'My Love for Her Would Not Change'

'My Love for Her Would Not Change'

Brothers reflect on their love and support for their trans sister.

Angelle Eve Castro with her brothers Sammy (left) and Isa sitting on a bed

From left, siblings Sammy, Angelle, and Isa.

© Jill Meyers


In her powerful essay from the book Authentic Selves: Celebrating Trans and Nonbinary People and Their Families, "The World Is a Better Place When Trans Lives are Uplifted," Angelle Eve Castro reflects on her personal journey.

Also featured in the book is a moving essay by her mother, Angélica Canlas Castro, and the following supportive reflections from her three brothers.


Tyrell (he/him) brother, son

“The world needs more love and less hate. Angelle embodies that love every single day.”

When Angelle came out, I was aware what transgender meant. I have friends who are trans and my favorite tattoo artist, Ruby Doom, is trans.

We live in a world where transphobia and racism are rampant, to say the least, and the fact that my sister overcame all of it and is still here is a testament to how strong Angelle is. On my worst days, she’s always been there for me no matter what. She’s literally my Day One. Angelle’s heart is bottomless, and she’s loved me unconditionally and everyone around her and that love goes both ways.


Isa Castro McCauley (he/him) basketball player, son, brother

“Over time, I have become more and more proud of the woman Angelle has become, and I’m happy she is able to fully love herself now.”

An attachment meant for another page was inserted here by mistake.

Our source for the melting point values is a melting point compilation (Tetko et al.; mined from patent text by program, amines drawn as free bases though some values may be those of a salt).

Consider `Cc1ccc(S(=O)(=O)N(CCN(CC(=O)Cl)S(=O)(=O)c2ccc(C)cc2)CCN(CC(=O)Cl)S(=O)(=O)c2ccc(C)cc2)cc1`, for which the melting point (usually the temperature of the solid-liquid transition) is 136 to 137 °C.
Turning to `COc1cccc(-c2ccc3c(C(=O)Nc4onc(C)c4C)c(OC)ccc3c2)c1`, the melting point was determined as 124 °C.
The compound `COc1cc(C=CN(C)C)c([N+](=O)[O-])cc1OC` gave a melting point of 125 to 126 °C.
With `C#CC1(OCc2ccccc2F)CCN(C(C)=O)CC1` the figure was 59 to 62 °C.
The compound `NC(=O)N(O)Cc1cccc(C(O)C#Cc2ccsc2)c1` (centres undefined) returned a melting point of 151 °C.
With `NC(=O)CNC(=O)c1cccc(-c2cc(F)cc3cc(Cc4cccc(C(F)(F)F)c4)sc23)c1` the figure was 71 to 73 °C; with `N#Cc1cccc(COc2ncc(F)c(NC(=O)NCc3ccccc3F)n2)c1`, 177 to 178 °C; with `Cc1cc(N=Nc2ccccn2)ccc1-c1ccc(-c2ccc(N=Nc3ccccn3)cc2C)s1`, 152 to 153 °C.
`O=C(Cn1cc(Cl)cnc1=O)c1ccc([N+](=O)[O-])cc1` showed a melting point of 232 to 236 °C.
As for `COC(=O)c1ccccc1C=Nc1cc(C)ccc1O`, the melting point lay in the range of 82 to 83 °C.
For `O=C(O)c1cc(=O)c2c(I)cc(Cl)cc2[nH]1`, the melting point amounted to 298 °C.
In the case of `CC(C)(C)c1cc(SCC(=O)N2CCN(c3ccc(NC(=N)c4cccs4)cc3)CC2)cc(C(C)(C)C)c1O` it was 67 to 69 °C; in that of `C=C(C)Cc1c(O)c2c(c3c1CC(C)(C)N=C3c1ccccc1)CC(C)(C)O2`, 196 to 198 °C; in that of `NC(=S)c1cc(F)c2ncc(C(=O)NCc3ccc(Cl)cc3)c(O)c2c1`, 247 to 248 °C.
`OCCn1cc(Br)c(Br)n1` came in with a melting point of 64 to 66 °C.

I was fifteen when my sister Angelle came out to me and my family. At first, I honestly thought it was a weird joke because of how out of left field it seemed. But as I read the text she sent us, I realized that she was serious. My shock turned to sadness as I realized how alone she must have felt for the last twenty-one years. Because we grew up in the same community, I had an idea of all the transphobia she must have internalized growing up.

I told her that my love for her would not change and that I fully supported her transition.

After Angelle made her transition public, I was able to have conversations about it with friends and family. But when someone that everyone already loves so deeply transitions, that love doesn’t go away. I have seen nothing but love and support for my sister since she came out.


Sammy Castro McCauley (he/him) student, brother, son

Read more about Authentic Selves: Celebrating Trans and Nonbinary+ People and Their Families (Skinner House, 2023), which includes these reflections.

When my sister Ang came out to me a few years ago, I was surprised but I also wanted her to know we were there for her. Looking back, I wish I was more careful with my language, because before I knew Ang was transitioning, I would use words like gay in a way that was attempting to be humorous.

I haven’t really encountered any bullying or harsh judgment about having a trans sister. In fact, most people are very understanding about it. I admire Ang because she lights up any room she’s in and, to me, that is very admirable.

I think it’s important to recognize that everybody is their own person with their own journey, so it always helps to show more compassion toward those around you.